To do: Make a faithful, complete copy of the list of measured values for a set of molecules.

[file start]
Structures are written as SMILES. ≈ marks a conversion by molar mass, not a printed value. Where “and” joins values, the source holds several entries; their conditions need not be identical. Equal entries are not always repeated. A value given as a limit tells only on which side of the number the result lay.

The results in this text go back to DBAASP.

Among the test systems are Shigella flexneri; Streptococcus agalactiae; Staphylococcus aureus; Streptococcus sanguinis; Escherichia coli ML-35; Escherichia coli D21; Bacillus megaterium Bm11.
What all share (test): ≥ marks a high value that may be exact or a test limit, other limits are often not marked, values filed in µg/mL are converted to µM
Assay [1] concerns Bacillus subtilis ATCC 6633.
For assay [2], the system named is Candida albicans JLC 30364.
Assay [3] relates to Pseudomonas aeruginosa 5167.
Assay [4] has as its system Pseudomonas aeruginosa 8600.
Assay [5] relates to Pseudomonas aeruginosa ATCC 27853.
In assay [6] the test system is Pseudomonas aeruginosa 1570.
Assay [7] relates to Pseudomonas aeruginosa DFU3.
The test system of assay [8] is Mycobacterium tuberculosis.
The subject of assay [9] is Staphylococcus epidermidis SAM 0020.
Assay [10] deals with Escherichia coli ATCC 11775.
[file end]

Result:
Structures are written as SMILES. ≈ marks a conversion by molar mass, not a printed value. Where “and” joins values, the source holds several entries; their conditions need not be identical. Equal entries are not always repeated. A value given as a limit tells only on which side of the number the result lay.

The results in this text go back to DBAASP.

Among the test systems are Shigella flexneri; Streptococcus agalactiae; Staphylococcus aureus; Streptococcus sanguinis; Escherichia coli ML-35; Escherichia coli D21; Bacillus megaterium Bm11.
What all share (test): ≥ marks a high value that may be exact or a test limit, other limits are often not marked, values filed in µg/mL are converted to µM
Assay [1] concerns Bacillus subtilis ATCC 6633.
For assay [2], the system named is Candida albicans JLC 30364.
Assay [3] relates to Pseudomonas aeruginosa 5167.
Assay [4] has as its system Pseudomonas aeruginosa 8600.
Assay [5] relates to Pseudomonas aeruginosa ATCC 27853.
In assay [6] the test system is Pseudomonas aeruginosa 1570.
Assay [7] relates to Pseudomonas aeruginosa DFU3.
The test system of assay [8] is Mycobacterium tuberculosis.
The subject of assay [9] is Staphylococcus epidermidis SAM 0020.
Assay [10] deals with Escherichia coli ATCC 11775.